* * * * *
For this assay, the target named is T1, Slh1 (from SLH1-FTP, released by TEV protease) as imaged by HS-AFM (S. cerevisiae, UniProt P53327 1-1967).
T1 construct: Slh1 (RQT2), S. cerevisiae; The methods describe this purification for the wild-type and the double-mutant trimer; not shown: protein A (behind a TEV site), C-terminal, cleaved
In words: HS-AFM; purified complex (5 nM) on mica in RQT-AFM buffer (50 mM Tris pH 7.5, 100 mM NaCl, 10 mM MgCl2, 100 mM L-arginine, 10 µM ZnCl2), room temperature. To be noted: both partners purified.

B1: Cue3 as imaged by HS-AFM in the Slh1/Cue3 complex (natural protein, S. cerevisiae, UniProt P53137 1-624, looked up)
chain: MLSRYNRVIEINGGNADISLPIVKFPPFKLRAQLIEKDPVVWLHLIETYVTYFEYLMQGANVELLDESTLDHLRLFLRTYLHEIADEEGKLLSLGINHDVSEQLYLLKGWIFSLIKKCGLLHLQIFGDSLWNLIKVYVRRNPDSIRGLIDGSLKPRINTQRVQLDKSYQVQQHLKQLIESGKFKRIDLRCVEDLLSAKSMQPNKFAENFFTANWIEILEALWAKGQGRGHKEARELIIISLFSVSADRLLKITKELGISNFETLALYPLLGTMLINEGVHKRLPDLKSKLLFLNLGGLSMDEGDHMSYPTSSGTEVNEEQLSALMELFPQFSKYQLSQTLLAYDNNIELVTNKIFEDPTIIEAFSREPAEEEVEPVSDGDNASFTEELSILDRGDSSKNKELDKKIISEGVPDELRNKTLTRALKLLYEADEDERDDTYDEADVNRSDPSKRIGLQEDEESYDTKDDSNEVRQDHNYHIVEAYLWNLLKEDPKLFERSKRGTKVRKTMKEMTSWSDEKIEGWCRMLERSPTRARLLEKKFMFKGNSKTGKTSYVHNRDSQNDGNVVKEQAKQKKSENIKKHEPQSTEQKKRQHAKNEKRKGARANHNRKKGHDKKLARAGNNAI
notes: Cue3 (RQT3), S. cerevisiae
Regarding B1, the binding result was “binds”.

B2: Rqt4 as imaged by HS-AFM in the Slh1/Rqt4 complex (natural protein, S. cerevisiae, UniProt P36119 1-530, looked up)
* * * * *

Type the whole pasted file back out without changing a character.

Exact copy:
For this assay, the target named is T1, Slh1 (from SLH1-FTP, released by TEV protease) as imaged by HS-AFM (S. cerevisiae, UniProt P53327 1-1967).
T1 construct: Slh1 (RQT2), S. cerevisiae; The methods describe this purification for the wild-type and the double-mutant trimer; not shown: protein A (behind a TEV site), C-terminal, cleaved
In words: HS-AFM; purified complex (5 nM) on mica in RQT-AFM buffer (50 mM Tris pH 7.5, 100 mM NaCl, 10 mM MgCl2, 100 mM L-arginine, 10 µM ZnCl2), room temperature. To be noted: both partners purified.

B1: Cue3 as imaged by HS-AFM in the Slh1/Cue3 complex (natural protein, S. cerevisiae, UniProt P53137 1-624, looked up)
chain: MLSRYNRVIEINGGNADISLPIVKFPPFKLRAQLIEKDPVVWLHLIETYVTYFEYLMQGANVELLDESTLDHLRLFLRTYLHEIADEEGKLLSLGINHDVSEQLYLLKGWIFSLIKKCGLLHLQIFGDSLWNLIKVYVRRNPDSIRGLIDGSLKPRINTQRVQLDKSYQVQQHLKQLIESGKFKRIDLRCVEDLLSAKSMQPNKFAENFFTANWIEILEALWAKGQGRGHKEARELIIISLFSVSADRLLKITKELGISNFETLALYPLLGTMLINEGVHKRLPDLKSKLLFLNLGGLSMDEGDHMSYPTSSGTEVNEEQLSALMELFPQFSKYQLSQTLLAYDNNIELVTNKIFEDPTIIEAFSREPAEEEVEPVSDGDNASFTEELSILDRGDSSKNKELDKKIISEGVPDELRNKTLTRALKLLYEADEDERDDTYDEADVNRSDPSKRIGLQEDEESYDTKDDSNEVRQDHNYHIVEAYLWNLLKEDPKLFERSKRGTKVRKTMKEMTSWSDEKIEGWCRMLERSPTRARLLEKKFMFKGNSKTGKTSYVHNRDSQNDGNVVKEQAKQKKSENIKKHEPQSTEQKKRQHAKNEKRKGARANHNRKKGHDKKLARAGNNAI
notes: Cue3 (RQT3), S. cerevisiae
Regarding B1, the binding result was “binds”.

B2: Rqt4 as imaged by HS-AFM in the Slh1/Rqt4 complex (natural protein, S. cerevisiae, UniProt P36119 1-530, looked up)